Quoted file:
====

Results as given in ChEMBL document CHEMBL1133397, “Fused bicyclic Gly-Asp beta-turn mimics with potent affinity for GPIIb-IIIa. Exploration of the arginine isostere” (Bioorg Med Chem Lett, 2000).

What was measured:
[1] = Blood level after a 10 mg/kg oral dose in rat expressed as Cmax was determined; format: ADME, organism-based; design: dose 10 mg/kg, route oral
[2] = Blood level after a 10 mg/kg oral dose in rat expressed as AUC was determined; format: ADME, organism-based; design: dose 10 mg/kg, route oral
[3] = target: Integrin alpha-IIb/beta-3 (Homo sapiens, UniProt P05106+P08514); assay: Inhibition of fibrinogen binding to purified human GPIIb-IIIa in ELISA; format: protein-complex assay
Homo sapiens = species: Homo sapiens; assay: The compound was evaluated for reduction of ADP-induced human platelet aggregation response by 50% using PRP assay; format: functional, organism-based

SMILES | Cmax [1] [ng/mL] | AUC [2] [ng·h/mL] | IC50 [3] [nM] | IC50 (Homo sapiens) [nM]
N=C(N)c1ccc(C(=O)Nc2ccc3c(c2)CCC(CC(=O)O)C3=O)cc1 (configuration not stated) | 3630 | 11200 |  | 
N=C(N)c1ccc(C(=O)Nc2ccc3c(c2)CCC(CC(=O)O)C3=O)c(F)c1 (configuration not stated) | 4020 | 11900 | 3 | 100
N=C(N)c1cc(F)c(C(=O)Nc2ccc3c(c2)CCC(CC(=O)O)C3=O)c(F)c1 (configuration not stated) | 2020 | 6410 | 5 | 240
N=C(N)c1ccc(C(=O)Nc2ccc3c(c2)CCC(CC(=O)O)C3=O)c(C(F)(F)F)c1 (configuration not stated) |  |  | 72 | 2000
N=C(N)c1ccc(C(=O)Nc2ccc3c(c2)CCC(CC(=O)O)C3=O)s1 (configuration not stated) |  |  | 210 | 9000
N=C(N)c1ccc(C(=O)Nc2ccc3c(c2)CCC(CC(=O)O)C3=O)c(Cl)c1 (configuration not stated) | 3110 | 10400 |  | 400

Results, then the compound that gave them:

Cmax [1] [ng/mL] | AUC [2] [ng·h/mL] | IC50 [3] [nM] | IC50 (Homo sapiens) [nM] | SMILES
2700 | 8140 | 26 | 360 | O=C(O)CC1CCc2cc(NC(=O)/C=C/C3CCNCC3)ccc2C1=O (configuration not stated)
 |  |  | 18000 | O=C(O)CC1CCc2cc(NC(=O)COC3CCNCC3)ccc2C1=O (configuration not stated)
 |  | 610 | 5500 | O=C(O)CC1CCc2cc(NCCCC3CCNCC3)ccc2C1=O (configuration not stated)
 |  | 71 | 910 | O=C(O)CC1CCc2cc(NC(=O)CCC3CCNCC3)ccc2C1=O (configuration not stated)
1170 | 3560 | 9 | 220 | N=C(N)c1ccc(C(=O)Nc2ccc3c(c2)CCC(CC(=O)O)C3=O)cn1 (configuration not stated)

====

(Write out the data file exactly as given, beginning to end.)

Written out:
Results as given in ChEMBL document CHEMBL1133397, “Fused bicyclic Gly-Asp beta-turn mimics with potent affinity for GPIIb-IIIa. Exploration of the arginine isostere” (Bioorg Med Chem Lett, 2000).

What was measured:
[1] = Blood level after a 10 mg/kg oral dose in rat expressed as Cmax was determined; format: ADME, organism-based; design: dose 10 mg/kg, route oral
[2] = Blood level after a 10 mg/kg oral dose in rat expressed as AUC was determined; format: ADME, organism-based; design: dose 10 mg/kg, route oral
[3] = target: Integrin alpha-IIb/beta-3 (Homo sapiens, UniProt P05106+P08514); assay: Inhibition of fibrinogen binding to purified human GPIIb-IIIa in ELISA; format: protein-complex assay
Homo sapiens = species: Homo sapiens; assay: The compound was evaluated for reduction of ADP-induced human platelet aggregation response by 50% using PRP assay; format: functional, organism-based

SMILES | Cmax [1] [ng/mL] | AUC [2] [ng·h/mL] | IC50 [3] [nM] | IC50 (Homo sapiens) [nM]
N=C(N)c1ccc(C(=O)Nc2ccc3c(c2)CCC(CC(=O)O)C3=O)cc1 (configuration not stated) | 3630 | 11200 |  | 
N=C(N)c1ccc(C(=O)Nc2ccc3c(c2)CCC(CC(=O)O)C3=O)c(F)c1 (configuration not stated) | 4020 | 11900 | 3 | 100
N=C(N)c1cc(F)c(C(=O)Nc2ccc3c(c2)CCC(CC(=O)O)C3=O)c(F)c1 (configuration not stated) | 2020 | 6410 | 5 | 240
N=C(N)c1ccc(C(=O)Nc2ccc3c(c2)CCC(CC(=O)O)C3=O)c(C(F)(F)F)c1 (configuration not stated) |  |  | 72 | 2000
N=C(N)c1ccc(C(=O)Nc2ccc3c(c2)CCC(CC(=O)O)C3=O)s1 (configuration not stated) |  |  | 210 | 9000
N=C(N)c1ccc(C(=O)Nc2ccc3c(c2)CCC(CC(=O)O)C3=O)c(Cl)c1 (configuration not stated) | 3110 | 10400 |  | 400

Results, then the compound that gave them:

Cmax [1] [ng/mL] | AUC [2] [ng·h/mL] | IC50 [3] [nM] | IC50 (Homo sapiens) [nM] | SMILES
2700 | 8140 | 26 | 360 | O=C(O)CC1CCc2cc(NC(=O)/C=C/C3CCNCC3)ccc2C1=O (configuration not stated)
 |  |  | 18000 | O=C(O)CC1CCc2cc(NC(=O)COC3CCNCC3)ccc2C1=O (configuration not stated)
 |  | 610 | 5500 | O=C(O)CC1CCc2cc(NCCCC3CCNCC3)ccc2C1=O (configuration not stated)
 |  | 71 | 910 | O=C(O)CC1CCc2cc(NC(=O)CCC3CCNCC3)ccc2C1=O (configuration not stated)
1170 | 3560 | 9 | 220 | N=C(N)c1ccc(C(=O)Nc2ccc3c(c2)CCC(CC(=O)O)C3=O)cn1 (configuration not stated)